We tend to spend more time outdoors during the summer, especially with our kids. But the sun’s warm rays transmit danger in the form of skin cancer-causing ultraviolet radiation. The ultraviolet light in the sun’s rays begins to damage unprotected skin from childhood. It results in an increased risk of skin cancer in adulthood, and the destruction of collagen and elastin in our skin which causes thinning, wrinkling and skin spots (texture and pigment irregularities).
Skin cancer is the most common cancer diagnosed in the United States. Skin is the body’s largest organ and our greatest defense against the environment. As such, it’s important to protect it from the sun’s damaging rays.
Following is a true/false quiz to test your Sun Protection Factor (SPF) IQ:
1. SPF is a measure of a sunscreen’s ability to protect my skin from cancer.
False. SPF measures only UVB protection. Light from the sun contains different wavelengths of ultraviolet light. UVA is most closely associated with cancer and aging, whereas UVB rays primarily cause burning.
2. If I use sunscreen labeled “broad spectrum” then I will be protected from UVA and UVB.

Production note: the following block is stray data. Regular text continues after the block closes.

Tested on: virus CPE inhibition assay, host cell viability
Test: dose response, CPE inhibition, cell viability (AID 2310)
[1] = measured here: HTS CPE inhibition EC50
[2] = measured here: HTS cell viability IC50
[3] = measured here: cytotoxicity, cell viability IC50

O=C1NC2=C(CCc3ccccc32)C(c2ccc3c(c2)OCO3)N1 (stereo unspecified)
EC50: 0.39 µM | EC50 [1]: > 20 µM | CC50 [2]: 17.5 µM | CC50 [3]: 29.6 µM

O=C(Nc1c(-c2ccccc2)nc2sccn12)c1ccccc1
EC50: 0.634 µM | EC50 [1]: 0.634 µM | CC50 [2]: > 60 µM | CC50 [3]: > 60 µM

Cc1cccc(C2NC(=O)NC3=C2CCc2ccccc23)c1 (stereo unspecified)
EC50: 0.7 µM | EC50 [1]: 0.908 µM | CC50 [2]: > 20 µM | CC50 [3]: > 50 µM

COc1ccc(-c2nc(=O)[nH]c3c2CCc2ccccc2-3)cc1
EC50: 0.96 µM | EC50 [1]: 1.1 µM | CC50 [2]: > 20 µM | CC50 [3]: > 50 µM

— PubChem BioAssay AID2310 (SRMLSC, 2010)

False. “Broad spectrum” is not regulated. Read the labels and look for products containing avobenzone or helioplex. The best overall blockers also contain zinc oxide and titanium oxide.
3. I can avoid burning by developing a good base tan.
False. Research on one of the most lethal skin cancers, melanoma, shows that overall sun exposure since childhood causes an increase in cancer risk.
4. Avoiding beach vacations will lower my risk of cancer.
False. Where you live is the most important factor in assessing the risk of skin cancer. Altitude, sunny days and the effects on the ozone are the most significant variables.
5. The windshield on my car blocks ultraviolet rays.
False. UVA penetrates through glass and damages skin not protected with sunscreen.
6. When it’s sunny, I need to protect my skin from sun exposure between the hours of 10:00 AM and 4:00 PM.
True. But, even when it’s cloudy, we get significant exposure to UVA. And, unless clothing is densely-woven or is treated to be sun-blocking, we still accumulate damaging radiation. A t-shirt tends to provide an SPF of 5 to 8. It’s best to apply sunscreen before getting dressed in the morning and before applying makeup to get the best protection.
For optimum protection, apply at least a shot glass full of sunscreen a half an hour before exposure. Reapply as specified on the label depending on your activity level (swimming and sweating reduces the effects of sunscreen). Keep sunscreen with you. Small sunscreen sticks, sprays, wipes and sunscreen contained in makeup products are easy to carry in your pocket, purse, backpack or car.